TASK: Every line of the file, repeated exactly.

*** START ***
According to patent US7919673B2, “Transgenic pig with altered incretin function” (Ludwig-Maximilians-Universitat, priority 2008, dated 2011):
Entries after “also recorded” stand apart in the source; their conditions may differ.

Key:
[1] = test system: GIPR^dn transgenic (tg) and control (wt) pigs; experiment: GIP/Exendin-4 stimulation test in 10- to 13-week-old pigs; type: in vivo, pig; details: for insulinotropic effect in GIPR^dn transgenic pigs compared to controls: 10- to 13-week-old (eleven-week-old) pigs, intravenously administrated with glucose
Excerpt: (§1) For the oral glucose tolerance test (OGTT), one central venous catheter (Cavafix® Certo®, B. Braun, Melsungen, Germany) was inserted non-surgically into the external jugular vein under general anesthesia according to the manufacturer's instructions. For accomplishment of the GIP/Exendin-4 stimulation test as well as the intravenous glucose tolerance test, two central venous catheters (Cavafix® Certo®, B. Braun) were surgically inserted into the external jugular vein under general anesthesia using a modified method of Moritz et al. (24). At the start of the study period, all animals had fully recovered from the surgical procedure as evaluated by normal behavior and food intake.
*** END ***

According to patent US7919673B2, “Transgenic pig with altered incretin function” (Ludwig-Maximilians-Universitat, priority 2008, dated 2011):
Entries after “also recorded” stand apart in the source; their conditions may differ.

Key:
[1] = test system: GIPR^dn transgenic (tg) and control (wt) pigs; experiment: GIP/Exendin-4 stimulation test in 10- to 13-week-old pigs; type: in vivo, pig; details: for insulinotropic effect in GIPR^dn transgenic pigs compared to controls: 10- to 13-week-old (eleven-week-old) pigs, intravenously administrated with glucose
Excerpt: (§1) For the oral glucose tolerance test (OGTT), one central venous catheter (Cavafix® Certo®, B. Braun, Melsungen, Germany) was inserted non-surgically into the external jugular vein under general anesthesia according to the manufacturer's instructions. For accomplishment of the GIP/Exendin-4 stimulation test as well as the intravenous glucose tolerance test, two central venous catheters (Cavafix® Certo®, B. Braun) were surgically inserted into the external jugular vein under general anesthesia using a modified method of Moritz et al. (24). At the start of the study period, all animals had fully recovered from the surgical procedure as evaluated by normal behavior and food intake.